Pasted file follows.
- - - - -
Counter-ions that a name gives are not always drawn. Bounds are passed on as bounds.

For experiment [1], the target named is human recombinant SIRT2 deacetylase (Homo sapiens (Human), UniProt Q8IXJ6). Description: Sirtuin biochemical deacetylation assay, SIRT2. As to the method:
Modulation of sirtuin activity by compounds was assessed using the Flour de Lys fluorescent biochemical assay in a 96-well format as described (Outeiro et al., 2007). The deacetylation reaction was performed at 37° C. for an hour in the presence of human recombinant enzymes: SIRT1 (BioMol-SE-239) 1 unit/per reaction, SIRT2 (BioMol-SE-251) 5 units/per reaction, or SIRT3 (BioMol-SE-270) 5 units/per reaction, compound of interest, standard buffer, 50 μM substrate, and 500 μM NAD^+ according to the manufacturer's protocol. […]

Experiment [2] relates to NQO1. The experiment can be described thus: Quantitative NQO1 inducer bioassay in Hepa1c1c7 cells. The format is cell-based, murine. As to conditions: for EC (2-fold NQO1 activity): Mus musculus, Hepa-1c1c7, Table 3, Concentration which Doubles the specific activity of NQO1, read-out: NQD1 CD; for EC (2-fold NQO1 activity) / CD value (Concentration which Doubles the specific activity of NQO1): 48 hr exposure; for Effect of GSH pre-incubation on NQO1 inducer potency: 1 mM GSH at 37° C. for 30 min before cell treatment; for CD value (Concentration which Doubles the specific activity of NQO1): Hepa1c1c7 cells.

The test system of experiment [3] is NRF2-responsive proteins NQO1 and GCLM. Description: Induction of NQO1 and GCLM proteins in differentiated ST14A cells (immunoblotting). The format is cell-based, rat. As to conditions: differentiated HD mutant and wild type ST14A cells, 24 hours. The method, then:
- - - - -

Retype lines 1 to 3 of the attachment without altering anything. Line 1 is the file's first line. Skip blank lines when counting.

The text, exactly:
Counter-ions that a name gives are not always drawn. Bounds are passed on as bounds.

For experiment [1], the target named is human recombinant SIRT2 deacetylase (Homo sapiens (Human), UniProt Q8IXJ6). Description: Sirtuin biochemical deacetylation assay, SIRT2. As to the method:
Modulation of sirtuin activity by compounds was assessed using the Flour de Lys fluorescent biochemical assay in a 96-well format as described (Outeiro et al., 2007). The deacetylation reaction was performed at 37° C. for an hour in the presence of human recombinant enzymes: SIRT1 (BioMol-SE-239) 1 unit/per reaction, SIRT2 (BioMol-SE-251) 5 units/per reaction, or SIRT3 (BioMol-SE-270) 5 units/per reaction, compound of interest, standard buffer, 50 μM substrate, and 500 μM NAD^+ according to the manufacturer's protocol. […]